Last week I wrote about business interruption insurance and how it can help your business during tough times. Today, I would like to expand on that further and discuss what you, as the policyholder, need to show in order to obtain coverage for your business interruption losses. A policyholder may suffer a loss of income from an event, such as a hurricane, but the loss of income may not be tied to property damage. For that reason, business interruption provisions often require a “causal connection” between the business’s loss of income and covered physical loss or damage.
Last week I discussed the case of Quality Oilfield Prods., Inc. v. Michigan Mut. Ins. Co., 971 S.W.2d 635 (Tex.App.—Houston [14th Dist.] 1998, no pet.). The provision in Quality Oilfield is a good example of the “casual connection” requirement because it explicitly limited coverage for business income loss “caused by damage to or destruction of property.” The “caused by” language creates the requirement that links the loss of the insured’s income to the damage suffered by the property.
The “causal connection” requirement is imperative in situations where an event affecting a community has a subsequent effect on the insured’s business. For example, in the Lousisana case of Southern Hotels Limited Partnership v. Lloyd’s Underwriters at London, Civ. A. No. 95-2739, 1996 WL 592732 (E.D. La. Oct. 11, 1996), after Hurricane Andrew caused havoc to an insured’s community, there was a lack of customers and the insured hotel owner made a claim for loss of income and for damage to air conditioning units, a pool pump, and the telephone system. The policyholder claimed that the damage made his hotel rooms unavailable for occupancy. However, evidence showed that the insured did not turn away any customers due to the damage allegedly resulting from the hurricane.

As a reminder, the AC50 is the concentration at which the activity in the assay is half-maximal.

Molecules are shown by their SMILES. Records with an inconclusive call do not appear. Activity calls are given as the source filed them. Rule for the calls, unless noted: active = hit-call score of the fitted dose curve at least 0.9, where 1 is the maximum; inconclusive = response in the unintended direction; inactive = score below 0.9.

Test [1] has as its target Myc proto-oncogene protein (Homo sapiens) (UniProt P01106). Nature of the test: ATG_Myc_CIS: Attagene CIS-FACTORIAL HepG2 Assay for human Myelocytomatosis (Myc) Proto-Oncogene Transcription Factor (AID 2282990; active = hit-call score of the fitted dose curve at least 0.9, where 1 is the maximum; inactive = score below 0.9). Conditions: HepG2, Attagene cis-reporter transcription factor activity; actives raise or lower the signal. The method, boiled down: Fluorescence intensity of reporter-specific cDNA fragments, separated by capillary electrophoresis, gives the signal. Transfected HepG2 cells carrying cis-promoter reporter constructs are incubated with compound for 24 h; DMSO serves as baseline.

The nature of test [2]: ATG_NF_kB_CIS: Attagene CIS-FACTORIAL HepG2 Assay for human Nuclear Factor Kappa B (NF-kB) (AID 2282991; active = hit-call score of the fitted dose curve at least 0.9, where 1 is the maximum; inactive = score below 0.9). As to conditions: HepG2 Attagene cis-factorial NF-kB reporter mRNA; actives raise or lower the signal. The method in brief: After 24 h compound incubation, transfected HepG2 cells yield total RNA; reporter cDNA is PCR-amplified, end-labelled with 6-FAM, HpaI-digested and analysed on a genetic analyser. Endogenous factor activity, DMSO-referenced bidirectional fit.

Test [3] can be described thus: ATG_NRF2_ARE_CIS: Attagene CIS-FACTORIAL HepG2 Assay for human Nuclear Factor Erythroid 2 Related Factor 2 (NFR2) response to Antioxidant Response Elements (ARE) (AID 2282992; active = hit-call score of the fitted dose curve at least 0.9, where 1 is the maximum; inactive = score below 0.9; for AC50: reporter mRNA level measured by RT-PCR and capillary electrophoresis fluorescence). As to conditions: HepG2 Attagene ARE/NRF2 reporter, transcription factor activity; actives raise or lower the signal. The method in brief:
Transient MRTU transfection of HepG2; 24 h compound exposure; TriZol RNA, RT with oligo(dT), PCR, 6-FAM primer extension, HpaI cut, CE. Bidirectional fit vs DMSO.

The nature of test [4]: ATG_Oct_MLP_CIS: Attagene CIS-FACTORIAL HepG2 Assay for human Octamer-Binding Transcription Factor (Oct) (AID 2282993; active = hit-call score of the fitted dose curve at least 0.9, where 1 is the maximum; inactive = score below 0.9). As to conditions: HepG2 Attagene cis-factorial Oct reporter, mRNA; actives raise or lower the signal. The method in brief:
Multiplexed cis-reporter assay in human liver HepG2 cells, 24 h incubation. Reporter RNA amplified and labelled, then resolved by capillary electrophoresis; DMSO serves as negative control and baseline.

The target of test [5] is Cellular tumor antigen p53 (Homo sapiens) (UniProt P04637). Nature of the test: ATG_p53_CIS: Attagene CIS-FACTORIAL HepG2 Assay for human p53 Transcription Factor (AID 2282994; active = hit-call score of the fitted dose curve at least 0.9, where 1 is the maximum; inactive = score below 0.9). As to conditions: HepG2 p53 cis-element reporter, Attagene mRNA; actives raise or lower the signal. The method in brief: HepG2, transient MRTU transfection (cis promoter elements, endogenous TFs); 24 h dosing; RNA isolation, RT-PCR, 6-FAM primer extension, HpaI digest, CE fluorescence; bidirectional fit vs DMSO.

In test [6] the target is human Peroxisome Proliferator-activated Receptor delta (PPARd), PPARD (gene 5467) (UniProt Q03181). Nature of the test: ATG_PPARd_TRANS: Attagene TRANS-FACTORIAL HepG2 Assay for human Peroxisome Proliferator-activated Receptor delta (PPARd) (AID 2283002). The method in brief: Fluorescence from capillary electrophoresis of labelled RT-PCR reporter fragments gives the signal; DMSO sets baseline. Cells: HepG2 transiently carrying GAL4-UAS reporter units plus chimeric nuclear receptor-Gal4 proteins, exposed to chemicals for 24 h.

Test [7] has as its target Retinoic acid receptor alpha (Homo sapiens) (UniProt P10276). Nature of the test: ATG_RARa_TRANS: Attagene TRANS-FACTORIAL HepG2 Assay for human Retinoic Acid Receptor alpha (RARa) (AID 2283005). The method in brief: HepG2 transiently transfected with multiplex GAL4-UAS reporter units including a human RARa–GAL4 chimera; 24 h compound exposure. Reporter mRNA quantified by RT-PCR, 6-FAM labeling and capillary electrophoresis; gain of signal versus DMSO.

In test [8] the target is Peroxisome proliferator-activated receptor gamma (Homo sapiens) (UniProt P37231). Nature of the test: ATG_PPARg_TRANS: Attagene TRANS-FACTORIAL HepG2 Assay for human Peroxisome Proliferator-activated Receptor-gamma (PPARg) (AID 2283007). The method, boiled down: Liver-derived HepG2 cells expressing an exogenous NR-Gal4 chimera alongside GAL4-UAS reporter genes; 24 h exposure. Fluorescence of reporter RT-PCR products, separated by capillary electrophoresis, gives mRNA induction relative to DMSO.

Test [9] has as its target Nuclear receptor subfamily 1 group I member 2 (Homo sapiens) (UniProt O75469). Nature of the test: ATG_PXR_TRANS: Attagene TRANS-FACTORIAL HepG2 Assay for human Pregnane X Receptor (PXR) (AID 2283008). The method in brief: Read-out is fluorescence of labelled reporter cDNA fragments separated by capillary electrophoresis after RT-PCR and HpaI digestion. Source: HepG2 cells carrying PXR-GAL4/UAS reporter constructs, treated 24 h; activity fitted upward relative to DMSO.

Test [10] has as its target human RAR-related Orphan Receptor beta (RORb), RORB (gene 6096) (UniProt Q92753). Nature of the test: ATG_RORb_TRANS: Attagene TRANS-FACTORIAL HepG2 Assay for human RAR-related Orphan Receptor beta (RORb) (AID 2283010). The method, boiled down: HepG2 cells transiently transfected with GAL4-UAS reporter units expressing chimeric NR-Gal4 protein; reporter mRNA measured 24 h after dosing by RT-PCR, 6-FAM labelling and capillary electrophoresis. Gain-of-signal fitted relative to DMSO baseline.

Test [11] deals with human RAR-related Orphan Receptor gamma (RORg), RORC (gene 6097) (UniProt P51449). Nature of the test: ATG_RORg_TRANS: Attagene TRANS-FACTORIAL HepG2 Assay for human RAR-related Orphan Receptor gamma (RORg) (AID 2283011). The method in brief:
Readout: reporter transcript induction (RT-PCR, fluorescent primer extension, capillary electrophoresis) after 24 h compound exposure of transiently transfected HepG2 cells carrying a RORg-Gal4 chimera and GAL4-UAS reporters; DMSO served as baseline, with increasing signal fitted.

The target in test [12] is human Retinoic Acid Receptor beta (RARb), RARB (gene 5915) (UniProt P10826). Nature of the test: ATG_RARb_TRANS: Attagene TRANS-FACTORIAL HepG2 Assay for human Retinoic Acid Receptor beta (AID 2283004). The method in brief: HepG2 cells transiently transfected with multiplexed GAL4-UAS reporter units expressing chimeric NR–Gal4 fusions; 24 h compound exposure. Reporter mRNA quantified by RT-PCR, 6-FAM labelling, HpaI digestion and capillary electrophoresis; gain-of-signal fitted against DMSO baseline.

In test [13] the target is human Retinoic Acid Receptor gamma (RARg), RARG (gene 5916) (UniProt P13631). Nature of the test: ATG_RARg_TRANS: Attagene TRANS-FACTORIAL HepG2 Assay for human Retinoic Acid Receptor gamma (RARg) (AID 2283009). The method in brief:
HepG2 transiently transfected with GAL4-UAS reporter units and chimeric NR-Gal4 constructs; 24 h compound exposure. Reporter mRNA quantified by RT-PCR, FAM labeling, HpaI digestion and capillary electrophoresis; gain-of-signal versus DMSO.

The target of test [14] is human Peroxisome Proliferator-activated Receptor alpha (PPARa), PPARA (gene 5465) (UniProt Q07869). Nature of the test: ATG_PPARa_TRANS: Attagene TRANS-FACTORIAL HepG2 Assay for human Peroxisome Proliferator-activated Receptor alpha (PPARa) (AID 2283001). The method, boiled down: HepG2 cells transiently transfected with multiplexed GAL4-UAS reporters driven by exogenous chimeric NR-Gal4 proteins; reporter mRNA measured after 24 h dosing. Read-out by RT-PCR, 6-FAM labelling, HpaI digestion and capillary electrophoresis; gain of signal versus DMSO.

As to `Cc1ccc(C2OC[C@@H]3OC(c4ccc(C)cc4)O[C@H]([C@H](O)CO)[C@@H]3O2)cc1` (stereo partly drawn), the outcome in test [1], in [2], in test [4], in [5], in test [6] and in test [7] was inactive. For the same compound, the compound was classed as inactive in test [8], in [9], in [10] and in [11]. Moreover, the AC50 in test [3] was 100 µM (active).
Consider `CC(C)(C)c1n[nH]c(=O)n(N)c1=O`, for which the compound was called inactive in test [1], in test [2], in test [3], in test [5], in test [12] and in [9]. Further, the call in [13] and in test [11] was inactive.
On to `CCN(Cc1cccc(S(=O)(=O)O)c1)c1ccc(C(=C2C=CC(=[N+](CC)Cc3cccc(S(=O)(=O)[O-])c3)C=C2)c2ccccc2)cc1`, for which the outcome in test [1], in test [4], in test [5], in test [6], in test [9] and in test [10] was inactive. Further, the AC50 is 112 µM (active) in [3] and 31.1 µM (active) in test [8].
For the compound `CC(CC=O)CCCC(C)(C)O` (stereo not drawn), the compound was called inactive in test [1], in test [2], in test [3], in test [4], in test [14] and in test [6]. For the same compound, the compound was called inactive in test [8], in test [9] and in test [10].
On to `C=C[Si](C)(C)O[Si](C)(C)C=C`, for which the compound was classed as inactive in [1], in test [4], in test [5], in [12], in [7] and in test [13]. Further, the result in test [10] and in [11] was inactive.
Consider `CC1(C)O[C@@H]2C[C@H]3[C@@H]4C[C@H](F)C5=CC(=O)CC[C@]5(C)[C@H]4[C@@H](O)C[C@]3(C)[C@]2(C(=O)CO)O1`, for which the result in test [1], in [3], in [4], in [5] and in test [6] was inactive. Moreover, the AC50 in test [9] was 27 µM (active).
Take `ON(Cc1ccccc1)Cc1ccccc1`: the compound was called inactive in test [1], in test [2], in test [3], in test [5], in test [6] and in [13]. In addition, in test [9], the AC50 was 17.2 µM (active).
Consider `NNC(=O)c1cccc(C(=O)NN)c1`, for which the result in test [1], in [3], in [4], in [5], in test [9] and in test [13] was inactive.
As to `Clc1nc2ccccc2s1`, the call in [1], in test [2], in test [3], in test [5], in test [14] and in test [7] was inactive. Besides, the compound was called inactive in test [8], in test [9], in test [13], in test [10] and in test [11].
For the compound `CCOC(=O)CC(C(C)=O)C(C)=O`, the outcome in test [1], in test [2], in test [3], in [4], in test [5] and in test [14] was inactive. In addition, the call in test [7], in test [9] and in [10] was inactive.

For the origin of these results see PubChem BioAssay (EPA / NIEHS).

The Court in Southern Hotels noted that there was no evidence shown that “causally connects the damage in the rooms to the loss of revenue,” given that client demand never exceeded the availability of undamaged rooms. The Court explained: “[to] state a triable issue for business interruption damages, the plaintiff must show that it lost revenue as a result of damages caused by Hurricane Andrew.” The policyholder must show “a causal nexus” between the damage caused by the hurricane and the business interruption loss. Because the policyholder failed to show any such causation, was lacking, no business interruption coverage was found.
So in order to get business interruption coverage for lost business income, the policyholder has to do more than just claim that a covered peril affected his/her business; s/he has to show a real causal connection between the actual damage to his/her business and the loss of business income.